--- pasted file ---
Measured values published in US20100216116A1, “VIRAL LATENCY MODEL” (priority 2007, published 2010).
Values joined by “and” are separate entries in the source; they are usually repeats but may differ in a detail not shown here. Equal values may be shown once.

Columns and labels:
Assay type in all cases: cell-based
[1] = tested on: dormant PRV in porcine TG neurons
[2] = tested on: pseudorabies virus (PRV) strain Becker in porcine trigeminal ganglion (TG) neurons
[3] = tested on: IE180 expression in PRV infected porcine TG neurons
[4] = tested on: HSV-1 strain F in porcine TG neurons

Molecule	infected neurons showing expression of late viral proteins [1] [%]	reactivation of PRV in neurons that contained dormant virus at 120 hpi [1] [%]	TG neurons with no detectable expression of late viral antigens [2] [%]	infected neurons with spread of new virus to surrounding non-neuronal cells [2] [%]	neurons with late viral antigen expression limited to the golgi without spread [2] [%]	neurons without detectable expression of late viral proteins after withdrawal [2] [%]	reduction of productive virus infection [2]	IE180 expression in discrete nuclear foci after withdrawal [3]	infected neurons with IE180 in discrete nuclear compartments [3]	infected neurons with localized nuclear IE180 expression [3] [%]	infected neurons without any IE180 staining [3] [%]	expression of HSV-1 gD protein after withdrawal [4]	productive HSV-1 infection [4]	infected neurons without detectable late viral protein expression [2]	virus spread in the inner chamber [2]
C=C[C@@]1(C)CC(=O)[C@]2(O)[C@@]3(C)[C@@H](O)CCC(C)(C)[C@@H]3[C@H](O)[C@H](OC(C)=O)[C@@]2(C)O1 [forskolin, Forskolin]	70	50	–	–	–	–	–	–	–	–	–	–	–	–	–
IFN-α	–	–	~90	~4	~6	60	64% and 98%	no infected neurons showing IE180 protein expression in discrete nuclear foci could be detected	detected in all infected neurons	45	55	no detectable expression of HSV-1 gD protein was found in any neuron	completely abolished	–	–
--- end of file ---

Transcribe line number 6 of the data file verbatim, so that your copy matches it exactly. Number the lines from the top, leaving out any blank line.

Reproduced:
[2] = tested on: pseudorabies virus (PRV) strain Becker in porcine trigeminal ganglion (TG) neurons